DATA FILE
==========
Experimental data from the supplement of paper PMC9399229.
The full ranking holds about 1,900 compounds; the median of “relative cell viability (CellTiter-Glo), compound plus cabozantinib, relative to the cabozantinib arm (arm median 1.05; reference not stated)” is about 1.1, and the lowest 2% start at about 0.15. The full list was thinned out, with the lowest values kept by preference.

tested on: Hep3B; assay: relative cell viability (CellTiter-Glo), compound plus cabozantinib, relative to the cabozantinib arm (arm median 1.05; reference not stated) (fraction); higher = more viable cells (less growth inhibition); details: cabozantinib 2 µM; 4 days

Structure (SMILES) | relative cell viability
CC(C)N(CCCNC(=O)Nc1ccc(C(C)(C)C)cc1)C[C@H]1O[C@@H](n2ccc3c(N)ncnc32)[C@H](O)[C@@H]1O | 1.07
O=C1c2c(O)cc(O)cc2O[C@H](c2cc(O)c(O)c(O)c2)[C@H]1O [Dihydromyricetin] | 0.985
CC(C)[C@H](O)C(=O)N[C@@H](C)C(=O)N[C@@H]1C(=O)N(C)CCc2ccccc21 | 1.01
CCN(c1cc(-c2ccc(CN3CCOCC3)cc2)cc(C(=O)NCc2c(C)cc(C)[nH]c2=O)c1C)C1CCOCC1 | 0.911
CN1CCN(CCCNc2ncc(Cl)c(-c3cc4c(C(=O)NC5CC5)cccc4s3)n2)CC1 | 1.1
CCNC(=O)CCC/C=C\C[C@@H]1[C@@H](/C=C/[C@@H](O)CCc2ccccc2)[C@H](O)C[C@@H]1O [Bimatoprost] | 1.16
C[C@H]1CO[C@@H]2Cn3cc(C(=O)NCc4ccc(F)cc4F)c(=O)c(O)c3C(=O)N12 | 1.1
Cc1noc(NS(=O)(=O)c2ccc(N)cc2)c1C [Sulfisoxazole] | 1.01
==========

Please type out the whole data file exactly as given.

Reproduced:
Experimental data from the supplement of paper PMC9399229.
The full ranking holds about 1,900 compounds; the median of “relative cell viability (CellTiter-Glo), compound plus cabozantinib, relative to the cabozantinib arm (arm median 1.05; reference not stated)” is about 1.1, and the lowest 2% start at about 0.15. The full list was thinned out, with the lowest values kept by preference.

tested on: Hep3B; assay: relative cell viability (CellTiter-Glo), compound plus cabozantinib, relative to the cabozantinib arm (arm median 1.05; reference not stated) (fraction); higher = more viable cells (less growth inhibition); details: cabozantinib 2 µM; 4 days

Structure (SMILES) | relative cell viability
CC(C)N(CCCNC(=O)Nc1ccc(C(C)(C)C)cc1)C[C@H]1O[C@@H](n2ccc3c(N)ncnc32)[C@H](O)[C@@H]1O | 1.07
O=C1c2c(O)cc(O)cc2O[C@H](c2cc(O)c(O)c(O)c2)[C@H]1O [Dihydromyricetin] | 0.985
CC(C)[C@H](O)C(=O)N[C@@H](C)C(=O)N[C@@H]1C(=O)N(C)CCc2ccccc21 | 1.01
CCN(c1cc(-c2ccc(CN3CCOCC3)cc2)cc(C(=O)NCc2c(C)cc(C)[nH]c2=O)c1C)C1CCOCC1 | 0.911
CN1CCN(CCCNc2ncc(Cl)c(-c3cc4c(C(=O)NC5CC5)cccc4s3)n2)CC1 | 1.1
CCNC(=O)CCC/C=C\C[C@@H]1[C@@H](/C=C/[C@@H](O)CCc2ccccc2)[C@H](O)C[C@@H]1O [Bimatoprost] | 1.16
C[C@H]1CO[C@@H]2Cn3cc(C(=O)NCc4ccc(F)cc4F)c(=O)c(O)c3C(=O)N12 | 1.1
Cc1noc(NS(=O)(=O)c2ccc(N)cc2)c1C [Sulfisoxazole] | 1.01